People were moving slowly today, resting, and reliving the last few days’ activities as we saw our granddaughter Leslie become the bride of Michael Thompson. People have been coming and going here at Woodsong, and Leslie has been the center of much fuss and attention. Many of the far away guests had already left the area last night, and our granddaughter Tara and husband Bryan left Woodsong with their three little guys this morning. Our daughter Mary Ellen came over to drink coffee and talk over all the happenings before I left for Sunday School and worship. Mary Ellen stayed to visit with Gerald, and I came home to a cleaned-up kitchen.
Jeannie and Cecelie came down last Sunday to start preparations, and Leslie late Monday night. The bridesmaids and friends started arriving Wednesday and were cloistered up at Brian and Mary Ellen’s recently purchased house when they weren’t involved in parties and wedding preparations. After the bridemaids’ brunch that Jeannie gave at the church on Thursday morning, they put on their gifts of aprons and pitched in helping make cookies and goodies in our beautiful new church kitchen with its two fine stoves.These were served at last night’s picnic at The Barn.
Jeannie really wanted to have the young women learn to make dumplings there too, which would have been a very practical experience for them and probably a lot of fun. (I would have liked that lesson also.) That did not work out, however, but Jo Barger, one of the best and most knowledgeable cooks in our region volunteered to obtain frozen dumplings from a friend of hers and prepare the large pots of chicken and dumplings for Jeannie. This kind of generosity with her cooking talent is overwhelming to me, but hundreds have profited by the meals she has invited them to or often taken to them down through the years.
Jo always worked full time in the family bookkeeping business (and still helps out at her son’s during tax season), but she and her late husband John gardened and shared produce with their customers—especially the older ones. Jo canned and cooked into the night because she enjoyed it. When she made one of her famous cakes, the understanding was that she had to wake John to lick the pan, and she was careful to be generous there too.
Jo not only published her own cook book, but they built a little cabin just for her with an old-fashioned wood-burning cook stove to entertain with huge country breakfasts. She knows how to prepare anything from a lovely dinner party in her dining room to prime rib for a crowd at a banquet. Jeannie made sure the young women had one of her cook books in the hand crafted monogrammed bags she made for each maid. Before it was over, Jo was helping Jeannie finish up her cobblers and even had the pots of corn-on-the cob ready for Rick to pick up and take to The Barn along with the chicken and dumplings.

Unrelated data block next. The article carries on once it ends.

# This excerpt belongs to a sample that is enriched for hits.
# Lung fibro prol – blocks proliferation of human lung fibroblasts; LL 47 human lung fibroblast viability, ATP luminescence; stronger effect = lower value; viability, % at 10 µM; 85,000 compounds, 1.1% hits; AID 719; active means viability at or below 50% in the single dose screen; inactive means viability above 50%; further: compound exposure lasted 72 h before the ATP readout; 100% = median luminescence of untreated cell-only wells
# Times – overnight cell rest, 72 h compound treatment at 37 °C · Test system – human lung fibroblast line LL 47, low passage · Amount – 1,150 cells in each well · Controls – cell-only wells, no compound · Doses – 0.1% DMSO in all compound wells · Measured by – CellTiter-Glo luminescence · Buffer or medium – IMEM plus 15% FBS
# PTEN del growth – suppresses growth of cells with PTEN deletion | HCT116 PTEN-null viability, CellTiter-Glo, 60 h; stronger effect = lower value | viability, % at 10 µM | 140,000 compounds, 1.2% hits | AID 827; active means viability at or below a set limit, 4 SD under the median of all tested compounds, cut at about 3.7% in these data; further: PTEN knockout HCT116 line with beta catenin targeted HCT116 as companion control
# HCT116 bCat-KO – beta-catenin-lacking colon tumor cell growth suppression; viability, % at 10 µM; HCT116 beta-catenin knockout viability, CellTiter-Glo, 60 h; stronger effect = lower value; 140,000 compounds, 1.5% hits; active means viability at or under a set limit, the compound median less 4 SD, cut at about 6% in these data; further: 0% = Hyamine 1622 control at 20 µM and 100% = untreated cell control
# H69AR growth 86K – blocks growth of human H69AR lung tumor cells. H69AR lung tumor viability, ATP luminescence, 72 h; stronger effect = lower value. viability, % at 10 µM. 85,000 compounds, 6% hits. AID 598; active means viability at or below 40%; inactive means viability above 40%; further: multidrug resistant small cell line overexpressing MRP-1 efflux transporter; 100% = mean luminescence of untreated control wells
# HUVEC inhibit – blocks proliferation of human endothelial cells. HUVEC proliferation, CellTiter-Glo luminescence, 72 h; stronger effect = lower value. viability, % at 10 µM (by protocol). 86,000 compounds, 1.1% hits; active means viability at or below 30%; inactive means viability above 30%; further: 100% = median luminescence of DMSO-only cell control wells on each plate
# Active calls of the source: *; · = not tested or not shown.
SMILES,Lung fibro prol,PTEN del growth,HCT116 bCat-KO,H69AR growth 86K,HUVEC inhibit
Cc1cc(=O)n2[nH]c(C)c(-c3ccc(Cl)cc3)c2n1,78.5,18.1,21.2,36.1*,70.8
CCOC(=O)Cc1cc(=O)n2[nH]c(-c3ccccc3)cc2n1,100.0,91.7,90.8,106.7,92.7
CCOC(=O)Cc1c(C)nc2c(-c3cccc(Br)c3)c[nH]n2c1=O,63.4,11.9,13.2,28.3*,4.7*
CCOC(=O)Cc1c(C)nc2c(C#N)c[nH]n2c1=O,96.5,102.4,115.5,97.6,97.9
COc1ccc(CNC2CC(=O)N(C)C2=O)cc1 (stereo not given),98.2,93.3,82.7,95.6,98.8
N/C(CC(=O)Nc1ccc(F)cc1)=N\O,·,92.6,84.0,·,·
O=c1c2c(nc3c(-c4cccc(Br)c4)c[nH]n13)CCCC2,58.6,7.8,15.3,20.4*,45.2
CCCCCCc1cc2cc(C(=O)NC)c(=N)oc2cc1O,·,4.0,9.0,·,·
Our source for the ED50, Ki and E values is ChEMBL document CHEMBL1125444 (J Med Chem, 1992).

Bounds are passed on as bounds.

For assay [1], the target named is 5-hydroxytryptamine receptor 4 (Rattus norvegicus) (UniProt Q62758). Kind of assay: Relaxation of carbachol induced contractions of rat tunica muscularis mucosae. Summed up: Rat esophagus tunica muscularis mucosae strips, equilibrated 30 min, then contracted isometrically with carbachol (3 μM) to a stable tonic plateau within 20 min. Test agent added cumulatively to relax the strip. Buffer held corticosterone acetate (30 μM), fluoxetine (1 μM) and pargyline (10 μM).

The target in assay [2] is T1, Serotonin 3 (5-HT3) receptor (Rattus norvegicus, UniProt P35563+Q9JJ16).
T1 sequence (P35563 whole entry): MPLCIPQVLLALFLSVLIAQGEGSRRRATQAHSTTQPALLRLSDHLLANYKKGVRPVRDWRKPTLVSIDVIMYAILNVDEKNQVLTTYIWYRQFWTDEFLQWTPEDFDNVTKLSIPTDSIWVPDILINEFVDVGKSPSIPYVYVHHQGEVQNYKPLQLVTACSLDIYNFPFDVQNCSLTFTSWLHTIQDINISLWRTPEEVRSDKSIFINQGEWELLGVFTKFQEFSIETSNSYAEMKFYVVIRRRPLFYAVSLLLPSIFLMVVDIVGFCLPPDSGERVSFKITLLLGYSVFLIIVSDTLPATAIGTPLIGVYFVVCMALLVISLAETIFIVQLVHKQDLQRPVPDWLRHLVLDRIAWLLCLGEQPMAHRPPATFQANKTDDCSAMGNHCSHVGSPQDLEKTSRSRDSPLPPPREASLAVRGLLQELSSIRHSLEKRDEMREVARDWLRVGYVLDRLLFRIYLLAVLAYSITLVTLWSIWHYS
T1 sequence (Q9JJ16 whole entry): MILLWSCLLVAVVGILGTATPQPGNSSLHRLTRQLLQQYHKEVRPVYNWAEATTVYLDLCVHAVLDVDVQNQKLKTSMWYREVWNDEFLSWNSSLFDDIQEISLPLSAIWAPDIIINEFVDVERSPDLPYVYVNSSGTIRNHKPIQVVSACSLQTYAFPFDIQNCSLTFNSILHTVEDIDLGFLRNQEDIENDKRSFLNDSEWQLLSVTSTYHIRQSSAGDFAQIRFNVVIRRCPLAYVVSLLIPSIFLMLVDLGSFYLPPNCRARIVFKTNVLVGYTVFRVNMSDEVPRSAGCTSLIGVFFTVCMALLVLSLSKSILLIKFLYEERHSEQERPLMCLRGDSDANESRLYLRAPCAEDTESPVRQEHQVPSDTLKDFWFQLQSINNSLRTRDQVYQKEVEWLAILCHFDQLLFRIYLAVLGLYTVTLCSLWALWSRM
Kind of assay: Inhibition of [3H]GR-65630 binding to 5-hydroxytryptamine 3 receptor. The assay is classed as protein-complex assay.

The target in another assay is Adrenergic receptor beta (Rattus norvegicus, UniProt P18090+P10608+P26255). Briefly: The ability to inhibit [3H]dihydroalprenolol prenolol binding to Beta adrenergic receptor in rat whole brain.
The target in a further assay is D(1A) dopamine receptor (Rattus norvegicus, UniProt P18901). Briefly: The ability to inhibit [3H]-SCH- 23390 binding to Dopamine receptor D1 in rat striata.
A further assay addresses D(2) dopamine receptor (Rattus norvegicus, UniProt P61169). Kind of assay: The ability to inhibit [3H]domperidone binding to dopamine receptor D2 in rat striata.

While the bridesmaids gave Leslie a shower in their house Thursday night, Jeannie came back to our house along with Rick and Elijah, who had arrived from Freeport. Cecelie, who was designated “Sister of Honor” on Leslie’s wedding program, was deemed old enough to stay there for that all-girl party. Mike and his groomsmen, musician friends, and his parents were in Marion by this time doing their thing.
On Friday, after a fourteen-hour bus trip back from Washington, D.C., Brianna immediately drove with Trent down from the Springfield area to join their cousins here. So, of course, Sam came back out to the farm. Brianna had won this week-long sight-seeing trip sponsored annually by Rural Electrical Association with an essay she wrote. Everyone was wanting to hear about her adventures in the Capitol.
After some road construction on the way, the Archibalds with their three little sons arrived just in time for the rehearsal since Aidan was ring bearer. Geri Ann had afternoon entrance exams for the University of Georgia, so she and Gerry and Vickie did not arrive until long after midnight. (Gerald and I were already asleep, of course.) Rick’s family was also arriving in Marion to their motels there.
Mike’s parents had arranged a delicious dinner at the church following the rehearsal and thoughtfully invited grandparents to join them. Since the new fellowship hall was already set up for the reception the next day, this party was held downstairs in our former fellowship hall. I was somewhat embarrassed since this low-ceiling room looked barren and forsaken when I took the Thompsons and Mike’s grandmother down there Friday morning. But when we arrived that evening, the room was transformed by them to a place of light and beauty. Jeannie said it brought back some wonderful memories to her of all the meals and social times she had enjoyed there as a child. We filled three oblong tables placed in “U,” and the air was electrified by all the youthful energy in the room. We loved hearing the comments and stories when Mrs. Thompson invited guests to speak. Six-year-old Aidan and Jasmine, the adorable flower girl, were quite taken with each other and chose to sit with each other.
Bryan and Tara shepherded their three sons through the festivities with grace as always, but the boys were no more eager to get back to the farm than Gerald was because he had the lime pile all ready for their play and they knew daylight was fast fading. Maddux wanted to ride the tractor before bed. Gerald had bought a third little shovel because Payton is no longer a baby but a big boy like his brothers. He caught on in a hurry to this game of lifting shovels of lime from the pile to the little wheel barrel and/or wagon on the toy tractor. He and Maddux tried both toy tractors that are left-overs from Erin’s preschool days. And, of course, there were tractor rides for all on the big tractor long after dark.